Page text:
A GP in the small town of Kaitaia, Lance has made it his mission to bring attention to the disparities in the New Zealand health system which enable those with lesser means less access to health services - in particular children living in poverty. Actively working to reduce the gap, not only in his practice but in his community, Lance was responsible for establishing MOKO (Manawa Ora, Korokoro Ora, "Healthy Heart, Healthy Throat") and V-MOKO, a school based and online service focused on preventing rheumatic fever among primary and intermediate students in and around Kaitaia.
"New Zealand's health care system is great but unfortunately not everyone has the same level of access to it, says Lance. "Those less fortunate have to pay the same fees to access health care as everyone else, no matter what their income. In Kaitaia where my practice is based, it is a high needs, impoverished community. As a practitioner I am able to make my own rules and have found ways to make access to health care for those disadvantaged more accessible. My philosophy is that if we do something now by targeting those with greater needs we can help lessen the burden they will have on the healthcare system in the future."
Not only a strong advocate for improving the access to care for those less fortunate, Lance is also dedicated to highlighting the connection between better health and higher quality homes.
"Poorly designed homes and the use of poorly made materials contribute greatly to poor health", says Lance.
"If homes were designed and built with better health in mind, it could have a significant impact on the cost to the health system while also making my job as a GP a lot easier. People should be able to go to a warm, dry home which promotes healthy living. In my role I can do everything for a family, but if they have to live in a home which supports bad health there is only so much I can do. Unfortunately New Zealand is still in a hangover from the homes built 20-40 years ago which promote bad health and this is having a major impact. Designers need to understand that what they are building today not only contributes to the good health of those living in the present but also to those who will reside in those homes in 10 or 20 years' time."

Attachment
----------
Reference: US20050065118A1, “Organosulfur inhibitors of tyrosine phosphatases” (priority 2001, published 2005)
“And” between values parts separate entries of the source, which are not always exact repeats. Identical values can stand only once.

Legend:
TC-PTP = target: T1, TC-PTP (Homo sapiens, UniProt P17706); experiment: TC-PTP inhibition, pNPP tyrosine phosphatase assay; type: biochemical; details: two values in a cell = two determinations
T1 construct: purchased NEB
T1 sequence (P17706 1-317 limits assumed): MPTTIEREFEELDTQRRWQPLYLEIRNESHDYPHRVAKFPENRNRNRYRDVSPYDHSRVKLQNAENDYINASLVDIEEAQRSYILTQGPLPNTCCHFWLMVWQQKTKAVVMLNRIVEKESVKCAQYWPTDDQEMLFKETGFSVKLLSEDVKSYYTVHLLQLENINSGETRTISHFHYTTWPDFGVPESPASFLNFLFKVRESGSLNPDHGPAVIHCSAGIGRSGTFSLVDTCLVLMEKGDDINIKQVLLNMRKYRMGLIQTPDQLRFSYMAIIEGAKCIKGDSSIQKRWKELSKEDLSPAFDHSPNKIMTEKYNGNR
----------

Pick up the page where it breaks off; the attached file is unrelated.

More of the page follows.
In his own community Lance has established Kainga Ora ("Well Home"), a home improvement project tackling one family home at a time. The initiative is working hard to fix run down homes with the aim of ensuring every child lives in a healthy environment.
Lance, who will be speaking at the ADNZ National Conference in the Bay of Islands from 24-27 September, hopes his seminar will help to motivate attendees to get out of their comfort zone while also encouraging further conversation and debate around how homes can be designed for good health.
"I think there are some real similarities between my role as a GP and the role of an architectural designer. In both professions there is a real responsibility to make the right decisions, with these decisions having an effect on the outcome of people's lives. Together we are building a nation and a country. Architectural designers are contributing hugely to the physical environment and it is so important that they get it right," says Lance.
For more information on the ADNZ National Conference follow this link